Evrlinx announced as #HackTheCurve winner


Monthly Archives: April 2020

Evrlinx announced as #HackTheCurve winner

Congrats to Everlinx for taking home the grand prize! 

It goes without saying that the COVID-19 pandemic has affected every single Canadian in one way or another. Within the first weeks of the pandemic emerging and intensifying in North America, the DMZ realized that our country could lean on its ecosystem of tech innovators for help in flattening the curve.

That’s why we launched #HackTheCurve – a platform that challenged teams to develop a solution that could alleviate some of the greatest difficulties being faced by front line workers, small businesses, and everyday Canadians as a consequence of COVID-19. 

Despite a tight application deadline, we received more than 200 applications representing over 400 individual participants coast-to-coast. After a busy two weeks consisting of 11 expert workshops and virtual events, DMZ mentor check-ins, strategy meetings and around-the-clock prep for the final pitch, we are excited to announce that Evrlinx is our #HackTheCurve winner!

Evrlinx (formerly Infinite Supply) took home the $15,000 cash prize and $200,000 business services package. The team will also receive membership in the Biomedical Zone, in addition, to Entrepreneur-in-Residence support from the DMZ. Read our interview with the winning team below.

Thank you to our partners who made #HackTheCurve a success: Innisfil Accelerates (Financial Partner), Moneris (Payment Provider Partner), as well as several other contributing partners, including Logan Katz, Goodmans, Fasken, Involve Design, Founded, Heroku, Twilio, Hubspot, and AWS.


We asked the team some questions about their winning solution and the process they took to achieve success.

Tell us more about Evrlinx.

Evrlinx is an online B2B marketplace that connects buyers and suppliers of Personal Protective Equipment (PPE) across Canada. Our goal is to ensure all our front-line workers in Canada have access to the PPE they need. With global supply chains becoming more unreliable, we created Evrlinx to strengthen our Canadian supply chains and help keep our frontline workers safe.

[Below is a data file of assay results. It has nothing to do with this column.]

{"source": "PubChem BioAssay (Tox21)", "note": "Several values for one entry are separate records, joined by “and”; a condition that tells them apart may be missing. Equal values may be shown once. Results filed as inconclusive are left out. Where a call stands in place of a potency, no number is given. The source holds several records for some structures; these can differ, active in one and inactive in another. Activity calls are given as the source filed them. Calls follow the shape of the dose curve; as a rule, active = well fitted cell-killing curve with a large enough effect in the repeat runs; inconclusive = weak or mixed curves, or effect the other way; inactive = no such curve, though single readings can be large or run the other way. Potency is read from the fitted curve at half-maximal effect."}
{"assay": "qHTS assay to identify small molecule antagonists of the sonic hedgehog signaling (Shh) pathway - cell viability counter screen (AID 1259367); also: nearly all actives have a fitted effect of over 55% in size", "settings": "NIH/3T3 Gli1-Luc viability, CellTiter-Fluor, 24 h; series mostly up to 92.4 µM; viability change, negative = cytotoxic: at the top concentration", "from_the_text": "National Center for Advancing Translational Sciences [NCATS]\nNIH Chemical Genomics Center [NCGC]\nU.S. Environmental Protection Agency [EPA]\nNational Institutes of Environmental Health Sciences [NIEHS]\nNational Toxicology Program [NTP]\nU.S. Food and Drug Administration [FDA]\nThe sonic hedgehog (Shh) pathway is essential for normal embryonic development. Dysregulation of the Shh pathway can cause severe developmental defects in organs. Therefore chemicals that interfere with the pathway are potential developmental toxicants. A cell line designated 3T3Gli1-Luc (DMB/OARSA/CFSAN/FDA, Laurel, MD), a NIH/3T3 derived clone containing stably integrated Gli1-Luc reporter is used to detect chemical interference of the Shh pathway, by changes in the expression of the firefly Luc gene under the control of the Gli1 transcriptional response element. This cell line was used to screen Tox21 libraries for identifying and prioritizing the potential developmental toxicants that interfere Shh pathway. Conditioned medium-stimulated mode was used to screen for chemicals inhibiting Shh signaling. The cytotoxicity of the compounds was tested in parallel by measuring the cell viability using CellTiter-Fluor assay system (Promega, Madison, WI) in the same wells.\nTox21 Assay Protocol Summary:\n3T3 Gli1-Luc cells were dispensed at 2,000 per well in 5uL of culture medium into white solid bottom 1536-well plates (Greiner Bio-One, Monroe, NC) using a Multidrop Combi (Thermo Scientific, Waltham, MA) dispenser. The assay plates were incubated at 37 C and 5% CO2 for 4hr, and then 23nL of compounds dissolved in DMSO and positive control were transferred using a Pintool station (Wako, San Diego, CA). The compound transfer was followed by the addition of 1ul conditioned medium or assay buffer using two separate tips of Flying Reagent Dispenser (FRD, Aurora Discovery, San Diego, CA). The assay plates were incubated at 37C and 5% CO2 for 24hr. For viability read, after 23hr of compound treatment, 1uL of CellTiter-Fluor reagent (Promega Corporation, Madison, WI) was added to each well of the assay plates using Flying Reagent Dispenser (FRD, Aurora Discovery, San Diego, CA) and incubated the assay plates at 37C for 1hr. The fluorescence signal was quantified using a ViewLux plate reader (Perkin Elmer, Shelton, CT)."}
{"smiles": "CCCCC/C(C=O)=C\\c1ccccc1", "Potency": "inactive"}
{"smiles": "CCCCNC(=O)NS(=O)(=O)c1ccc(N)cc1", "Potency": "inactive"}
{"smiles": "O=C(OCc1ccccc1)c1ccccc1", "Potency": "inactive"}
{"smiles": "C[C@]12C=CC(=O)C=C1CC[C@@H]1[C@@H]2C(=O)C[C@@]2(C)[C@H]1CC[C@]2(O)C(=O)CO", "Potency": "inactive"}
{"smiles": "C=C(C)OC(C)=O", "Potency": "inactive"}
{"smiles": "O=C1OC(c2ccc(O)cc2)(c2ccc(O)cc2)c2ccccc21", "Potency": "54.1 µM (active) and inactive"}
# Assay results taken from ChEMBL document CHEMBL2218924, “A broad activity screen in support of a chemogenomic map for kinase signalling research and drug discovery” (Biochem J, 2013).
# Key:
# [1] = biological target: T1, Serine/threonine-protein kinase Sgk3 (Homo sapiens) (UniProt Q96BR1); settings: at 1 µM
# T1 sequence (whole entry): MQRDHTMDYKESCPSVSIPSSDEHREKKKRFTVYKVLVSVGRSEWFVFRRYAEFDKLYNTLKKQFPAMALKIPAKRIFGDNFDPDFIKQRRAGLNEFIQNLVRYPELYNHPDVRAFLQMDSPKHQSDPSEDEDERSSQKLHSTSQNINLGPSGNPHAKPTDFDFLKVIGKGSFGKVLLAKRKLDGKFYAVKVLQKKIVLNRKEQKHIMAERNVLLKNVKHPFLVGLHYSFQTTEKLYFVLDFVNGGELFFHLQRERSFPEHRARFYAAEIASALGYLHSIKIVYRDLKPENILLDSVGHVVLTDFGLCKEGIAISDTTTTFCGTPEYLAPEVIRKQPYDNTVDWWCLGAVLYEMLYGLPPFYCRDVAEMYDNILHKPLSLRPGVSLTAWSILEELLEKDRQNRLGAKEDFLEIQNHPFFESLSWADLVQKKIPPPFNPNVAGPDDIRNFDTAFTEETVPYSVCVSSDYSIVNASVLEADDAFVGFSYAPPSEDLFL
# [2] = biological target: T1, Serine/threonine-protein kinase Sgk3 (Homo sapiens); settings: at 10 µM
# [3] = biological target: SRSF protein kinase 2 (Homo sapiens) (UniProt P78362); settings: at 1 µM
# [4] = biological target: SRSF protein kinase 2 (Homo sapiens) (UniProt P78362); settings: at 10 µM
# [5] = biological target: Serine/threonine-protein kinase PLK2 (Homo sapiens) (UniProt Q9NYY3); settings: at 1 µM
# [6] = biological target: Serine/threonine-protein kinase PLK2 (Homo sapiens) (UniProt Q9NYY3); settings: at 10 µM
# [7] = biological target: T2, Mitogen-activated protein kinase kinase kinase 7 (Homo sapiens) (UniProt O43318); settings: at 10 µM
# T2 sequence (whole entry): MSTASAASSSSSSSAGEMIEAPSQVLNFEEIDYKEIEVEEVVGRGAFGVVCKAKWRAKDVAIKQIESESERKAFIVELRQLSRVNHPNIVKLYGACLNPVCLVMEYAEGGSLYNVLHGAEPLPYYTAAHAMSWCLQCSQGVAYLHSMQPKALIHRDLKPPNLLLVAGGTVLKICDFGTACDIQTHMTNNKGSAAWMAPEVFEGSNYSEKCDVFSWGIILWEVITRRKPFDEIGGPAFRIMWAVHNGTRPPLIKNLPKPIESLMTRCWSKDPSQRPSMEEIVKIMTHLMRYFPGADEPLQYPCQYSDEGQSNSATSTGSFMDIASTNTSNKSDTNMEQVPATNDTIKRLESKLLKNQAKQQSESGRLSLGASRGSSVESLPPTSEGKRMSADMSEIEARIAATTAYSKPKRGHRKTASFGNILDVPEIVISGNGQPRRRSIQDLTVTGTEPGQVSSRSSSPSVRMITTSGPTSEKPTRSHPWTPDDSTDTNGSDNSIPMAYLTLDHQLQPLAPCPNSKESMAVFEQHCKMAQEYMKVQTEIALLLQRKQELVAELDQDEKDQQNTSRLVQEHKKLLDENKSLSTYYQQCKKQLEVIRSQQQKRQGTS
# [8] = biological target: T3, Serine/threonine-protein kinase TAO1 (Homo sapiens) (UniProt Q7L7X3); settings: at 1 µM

What issue related to COVID-19 was your team trying to address?

Our team is concerned with the lack of safe, cost-effective and certified PPE available for all types of frontline workers in Canada. Why are there perceived shortages? Why are frontline workers receiving low quality PPE? How many countries are blocking the export of PPE to Canada?

Briefly explain the process your team went through in two weeks to establish your business solution.

First, our team conducted a very comprehensive brainstorming session to discuss the pain points we were observing in the PPE market. We wanted to figure out what problems needed attention and broke the problems down into their pieces to get to the root cause of the problem. Once we established the problem we were trying to solve we became experts on the subject through comprehensive customer interviews, which gave us the information to build our first MVP and future app prototype.

Did your team take advantage of DMZ’s supports throughout the duration of #HackTheCurve? 

Our goal was to attend every workshop, decipher what material was pertinent and see how we could apply the information to our business. Since there was too much to do, we used the divide and conquer approach. For each of the workshops, we sent one or two teammates to take notes while the others worked on our solution. As a group, we decided which elements we should implement. 

Why do you think your team was able to succeed in this challenge?

We had amazing team dynamics and were motivated to see our solution out in the world. Every day we would meet virtually and work on making our business better.